If the winter is feeling rather bleak and long, just look to your backyard for some life!
We’ve got five brightly coloured birds that’ll liven up your backyard and how to attract each and every one of them to your space over the winter months. See? You don’t have to travel far to enjoy birdwatching. You can watch them from the comfort of your own home!
Bright Bird #1: Blue Jay
The only blue bird on the list, the Blue Jay may be a common bird to see here in Canada, but that doesn’t make them any less glorious. These stunning birds will grace your garden if you provide tray or hopper feeders filled to the brim with peanuts, sunflower seeds, suet, cracked corn and millet. You get bonus points if you put fruit out for them too!
Don’t be surprised if you notice your Blue Jays popping by the feeder and flitting away soon after. They often stash their goods under trees or shrubs to eat a little later. They’re even built to stash and dash! They can carry food in their gulcar pouch – a little spot in their throats – where they can pop nuts and seeds. But they don’t stop there. They’ll also stash a peanut in their mouth and one more in their beak before they fly away to hide the lot.
Bright Bird #2: Northern Cardinal
The Northern Cardinal is a stunning vivid red bird. At least the males are. You see, females are quite a bit duller in colour. Don’t get us wrong, they’re still gorgeous with pale brown plumage and reddish orange colouring on their wings, tail and bill. But the showstoppers are the males. Males are blazing bright red all over – minus their black faces.
It certainly wouldn’t be hard to pick them out from the other birds at your feeder. Cardinals will often chow down alongside other species like American Goldfinch, Tufted Titmice, Dark-eyed Juncos and all kinds of sparrows. They like the same kinds of seeds: black oil sunflower seeds, hulled sunflower seeds, millet, milo and more!
If you’d like to attract these birds to your garden all year-round, invest in some fruit-bearing and seed-bearing plants like sumac, dogwood, sedges and different kinds of grasses.
Bright Bird #3: Downy Woodpecker
Downy Woodpeckers are vivid white and black birds with a touch of red on their crown. These gorgeous birds will flock to your suet feeder along with nuthatches and chickadees, but they’ll also happily consume the black oil sunflower seeds, millet and peanuts you put out for them too. While they spend plenty of time at feeders, they spend even more time in wooded areas, hopping up and down the length of trees, looking for insects to eat! They fish out insects living under tree bark and in tiny cracks and crevices along the trunk of the tree with their amazingly long tongues. Their tongues can be up to 15 centimetres long! How in the world can a Downy Woodpecker carry around 15 centimetres of tongue in its mouth? Isn’t that a mouthful? Well, yes, it would be! And so the Downy Woodpecker stores its tongue coiled up inside its skull.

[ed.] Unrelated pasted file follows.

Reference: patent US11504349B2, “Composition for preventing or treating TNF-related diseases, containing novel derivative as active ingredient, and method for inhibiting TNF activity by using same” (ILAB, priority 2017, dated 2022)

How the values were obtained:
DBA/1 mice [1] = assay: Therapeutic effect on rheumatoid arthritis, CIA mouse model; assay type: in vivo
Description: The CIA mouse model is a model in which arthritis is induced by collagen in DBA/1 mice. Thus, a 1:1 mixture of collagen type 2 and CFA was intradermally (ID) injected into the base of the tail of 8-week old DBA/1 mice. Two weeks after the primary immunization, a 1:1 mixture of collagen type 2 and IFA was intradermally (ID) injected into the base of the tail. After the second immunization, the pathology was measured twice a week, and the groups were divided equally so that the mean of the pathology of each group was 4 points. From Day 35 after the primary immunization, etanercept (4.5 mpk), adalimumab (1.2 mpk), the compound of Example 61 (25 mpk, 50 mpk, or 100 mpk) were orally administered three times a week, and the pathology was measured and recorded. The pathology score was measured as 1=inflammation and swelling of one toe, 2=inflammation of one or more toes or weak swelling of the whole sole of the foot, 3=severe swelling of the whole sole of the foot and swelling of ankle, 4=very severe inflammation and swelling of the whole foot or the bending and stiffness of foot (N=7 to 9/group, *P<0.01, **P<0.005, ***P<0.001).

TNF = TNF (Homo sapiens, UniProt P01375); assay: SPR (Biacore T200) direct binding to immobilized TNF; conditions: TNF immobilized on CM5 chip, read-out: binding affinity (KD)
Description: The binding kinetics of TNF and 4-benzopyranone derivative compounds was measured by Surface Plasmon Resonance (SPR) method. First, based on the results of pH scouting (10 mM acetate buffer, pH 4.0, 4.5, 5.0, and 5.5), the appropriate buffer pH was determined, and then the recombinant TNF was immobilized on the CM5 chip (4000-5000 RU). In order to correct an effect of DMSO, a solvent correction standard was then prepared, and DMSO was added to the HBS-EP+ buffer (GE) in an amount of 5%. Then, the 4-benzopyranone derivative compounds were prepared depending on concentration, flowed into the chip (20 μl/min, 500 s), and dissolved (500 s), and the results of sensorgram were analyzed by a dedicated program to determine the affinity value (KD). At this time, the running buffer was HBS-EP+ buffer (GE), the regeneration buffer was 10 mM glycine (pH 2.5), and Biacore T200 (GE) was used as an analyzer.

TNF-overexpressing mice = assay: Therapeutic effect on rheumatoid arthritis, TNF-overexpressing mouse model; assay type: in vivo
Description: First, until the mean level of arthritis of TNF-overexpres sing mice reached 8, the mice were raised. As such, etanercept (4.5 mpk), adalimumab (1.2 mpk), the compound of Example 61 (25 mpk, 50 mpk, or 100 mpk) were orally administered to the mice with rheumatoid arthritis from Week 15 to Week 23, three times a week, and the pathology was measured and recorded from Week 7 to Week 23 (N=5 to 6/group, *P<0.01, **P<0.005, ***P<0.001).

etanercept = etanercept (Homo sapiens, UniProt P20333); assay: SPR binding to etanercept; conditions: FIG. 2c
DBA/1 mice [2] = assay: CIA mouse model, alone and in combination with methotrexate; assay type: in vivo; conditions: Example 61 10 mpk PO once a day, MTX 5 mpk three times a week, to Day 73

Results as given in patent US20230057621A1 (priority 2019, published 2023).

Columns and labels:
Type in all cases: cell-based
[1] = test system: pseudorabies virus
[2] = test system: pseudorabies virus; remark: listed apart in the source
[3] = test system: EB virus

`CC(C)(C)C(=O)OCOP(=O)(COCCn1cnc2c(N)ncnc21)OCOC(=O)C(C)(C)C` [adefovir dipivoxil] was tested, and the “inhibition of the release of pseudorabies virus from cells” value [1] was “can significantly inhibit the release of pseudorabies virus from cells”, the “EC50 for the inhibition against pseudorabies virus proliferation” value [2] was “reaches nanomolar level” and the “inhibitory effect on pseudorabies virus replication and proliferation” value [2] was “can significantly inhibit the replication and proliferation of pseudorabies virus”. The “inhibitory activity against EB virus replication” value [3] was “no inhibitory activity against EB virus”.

Bright Bird #4: American Robin
At this point I think we all associate the American Robin with the start of spring. Winter doesn’t seem that much longer when these lovely birds arrive on our lawns. But that doesn’t mean it’s over. In fact, many southern provinces have sighted American Robins in the heart of winter over the past 10 years. Even those that flock to more balmy climes to get away from the cold often return in early March. The first robins to grace our gardens are usually males; a week or so later the females will arrive. If you’ve got fruit-bearing trees and shrubs in your backyard, you’ll likely spot quite a few robins in your backyard! That said, they also like sunflower seeds, peanuts and suet.
Bright Bird #5: Cedar Waxwings
Cedar Waxwings love fruit above all things. Of course, they got their name for how much they love eating cedar berries in the winter months, but don’t be mistaken, they’re not at all picky. Practically any fruit will do! Cedar Waxwings will happily munch on dogwood, serviceberry, juniper, mountain ash, crabapple and even winterberry.
How they eat berries is nearly as interesting as how many berries they can consume! Cedar Waxwings will either land on the branch of a berry-producing tree and gulp the entire berry whole or it’ll grab berries mid-flight by hovering below a bunch of berries!
If you see a Cedar Waxwing with orange tail tips, you can thank their diet for that orange colouring! They’re usually yellow! But after a healthy helping of berries from an introduced honeysuckle species, their yellow tips turn orange.
Berries are so important to these beautiful birds, male Cedar Waxwings will woo potential mates with them! Males will present a small fruit (like a berry) to a female and the female will grab it in its bill, flit away for a brief moment and return the berry back to the male. They’ll go back and forth like this for a while before the female finally eats the berry. Chivalry isn’t dead, after all!